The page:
Oh yeah, shits getting real now. Anyone that was a big fan of video games back in the late 80’s and early 90’s knows the name “Shinobi.” It’s a legendary name in the gaming community, so much so that speaking ill of it, or the games that followed it, is considered blasphemous. Shinobi was one of the first ninja themed video games released in the arcades and on the home consoles. It helped build the foundation that almost every other ninja themed video game is built on. It’s influence was so great that games that followed it became legendary as well, Ninja Gaiden anyone?
Shinobi was released in the arcades back in 1987. It was developed and published by Sega, who later ported the wildly successful arcade game to its home console, the Master System. Shinobi’s success only grew from there as it was ported to numerous other systems like the NES, PC-Engine, and even the Atari ST. The game still lives on today with numerous re-releases and remasterings of the original.
With Shinobi being so successful, it didn’t take long for sequels and knock-offs to pop up. In 1989, Sega released “The Revenge of Shinobi” as a launch title for the Sega Mega Drive. It was a huge success as it maintained the high level of quality in both graphics and game play that the original was known for. As for the knock-offs, one in particular stood out from the crowd and even connected its story to that of Shinobi, Ninja Gaiden. Ninja Gaiden became so popular on the NES that it rivaled the success of its predecessor and spawned an entire franchise that still sees releases to this day.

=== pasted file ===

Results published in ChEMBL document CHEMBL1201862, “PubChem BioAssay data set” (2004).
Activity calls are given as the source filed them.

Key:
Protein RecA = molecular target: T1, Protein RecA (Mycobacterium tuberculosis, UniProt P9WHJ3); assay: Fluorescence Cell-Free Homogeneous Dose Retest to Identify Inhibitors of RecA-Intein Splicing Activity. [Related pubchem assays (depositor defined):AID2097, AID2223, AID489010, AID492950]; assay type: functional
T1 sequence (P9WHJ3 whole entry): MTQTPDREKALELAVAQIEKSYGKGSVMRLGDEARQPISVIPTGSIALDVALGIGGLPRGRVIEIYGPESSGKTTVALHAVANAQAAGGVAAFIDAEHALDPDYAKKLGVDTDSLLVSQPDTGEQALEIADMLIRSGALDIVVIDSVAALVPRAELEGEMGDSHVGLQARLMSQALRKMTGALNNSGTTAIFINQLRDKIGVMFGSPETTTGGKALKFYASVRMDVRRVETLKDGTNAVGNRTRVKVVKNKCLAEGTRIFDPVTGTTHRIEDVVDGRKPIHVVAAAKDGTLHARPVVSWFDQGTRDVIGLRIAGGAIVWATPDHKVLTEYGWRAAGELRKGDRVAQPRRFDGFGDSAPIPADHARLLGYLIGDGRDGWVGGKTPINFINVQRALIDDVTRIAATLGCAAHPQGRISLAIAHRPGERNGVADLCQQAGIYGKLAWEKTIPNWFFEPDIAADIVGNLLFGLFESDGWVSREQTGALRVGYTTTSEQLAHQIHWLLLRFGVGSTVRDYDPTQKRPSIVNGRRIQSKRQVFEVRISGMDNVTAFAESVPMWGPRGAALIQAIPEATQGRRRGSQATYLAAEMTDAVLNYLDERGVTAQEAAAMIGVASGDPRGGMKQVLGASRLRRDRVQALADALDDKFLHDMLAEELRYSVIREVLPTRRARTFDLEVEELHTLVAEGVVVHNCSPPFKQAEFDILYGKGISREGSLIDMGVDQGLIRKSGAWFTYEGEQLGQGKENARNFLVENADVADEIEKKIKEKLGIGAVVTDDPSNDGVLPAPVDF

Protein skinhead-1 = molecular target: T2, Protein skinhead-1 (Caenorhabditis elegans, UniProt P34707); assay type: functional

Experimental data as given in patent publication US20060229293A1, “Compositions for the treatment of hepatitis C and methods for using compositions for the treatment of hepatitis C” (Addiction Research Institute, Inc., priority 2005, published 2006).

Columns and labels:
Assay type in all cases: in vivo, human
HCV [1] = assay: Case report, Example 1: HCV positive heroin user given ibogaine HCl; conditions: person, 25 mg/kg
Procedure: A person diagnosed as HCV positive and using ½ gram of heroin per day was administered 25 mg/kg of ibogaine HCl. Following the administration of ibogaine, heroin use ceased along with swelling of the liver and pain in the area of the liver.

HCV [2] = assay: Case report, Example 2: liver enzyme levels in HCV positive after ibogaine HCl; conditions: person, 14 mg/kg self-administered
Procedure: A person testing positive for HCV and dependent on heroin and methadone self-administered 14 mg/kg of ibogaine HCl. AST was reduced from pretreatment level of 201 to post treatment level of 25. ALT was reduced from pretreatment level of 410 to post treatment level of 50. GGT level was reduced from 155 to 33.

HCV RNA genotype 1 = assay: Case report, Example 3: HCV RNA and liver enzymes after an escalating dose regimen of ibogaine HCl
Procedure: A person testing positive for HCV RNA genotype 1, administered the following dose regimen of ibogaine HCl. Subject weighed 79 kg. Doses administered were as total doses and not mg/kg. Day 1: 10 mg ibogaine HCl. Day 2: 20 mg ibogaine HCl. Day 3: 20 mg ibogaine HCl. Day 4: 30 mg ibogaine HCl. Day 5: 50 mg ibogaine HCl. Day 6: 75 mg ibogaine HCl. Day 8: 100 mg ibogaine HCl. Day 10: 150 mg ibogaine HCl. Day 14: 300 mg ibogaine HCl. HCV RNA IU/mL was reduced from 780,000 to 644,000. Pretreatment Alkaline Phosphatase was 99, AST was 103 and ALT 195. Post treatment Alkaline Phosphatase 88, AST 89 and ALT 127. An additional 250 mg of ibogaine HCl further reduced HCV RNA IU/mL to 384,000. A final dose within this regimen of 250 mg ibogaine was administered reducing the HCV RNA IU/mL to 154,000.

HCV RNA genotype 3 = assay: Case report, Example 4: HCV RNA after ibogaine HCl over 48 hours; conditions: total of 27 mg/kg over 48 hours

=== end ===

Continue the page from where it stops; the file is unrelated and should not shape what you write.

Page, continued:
Shinobi follows the story of a ninja named Joe Musashi. Joe belongs to a clan of ninjas whose children are being kidnapped by Zeed, an organized crime family. Zeed is led by the masked ninja named “Nakahara” who, at one time, was Joe’s mentor. Things take another turn when the game alludes to the fact that Nakahara is actually Joe’s father. Why Nakahara is kidnapping kids from his son’s clan is never explained but I think it’s safe to assume there’s a Darth Vader/Luke Skywalker thing going on here.
The game itself is a pretty cut and dry 2-D side scrolling ninja brawler. You control Joe through 5 levels with each level containing two sub levels. Each level ends in a boss fight against various kinds of ninja masters and, at one point, a helicopter. You start the game out with three lives. There’s health power ups that can be collected as you work your way through each level. There are no continues in this game so if you lose all your lives, it’s “Thank you! Please come again!” There’s also special abilities you can gain if you pass bonus levels. In the bonus levels, you throw ninja stars from a first person perspective at enemy ninjas that jump at you from the background.
For this review, I played the NES version of Shinobi, which is a little different from the original arcade version. In the NES version, you have an unlimited amount of shurikens that you can throw at enemies accompanied by a basic kick attack. You also have a super jump ability and later on in the game, you can pick up a pistol as well. In the arcade version, there’s a variety of weapons that can be used like swords and grenades. Tengen, the developer of Shinobi for the NES, cut those weapons out of the game. With it’s limited attacks, the NES version is still pretty damn good but I can’t help but wonder what this game would’ve been like with all of the weapons intact.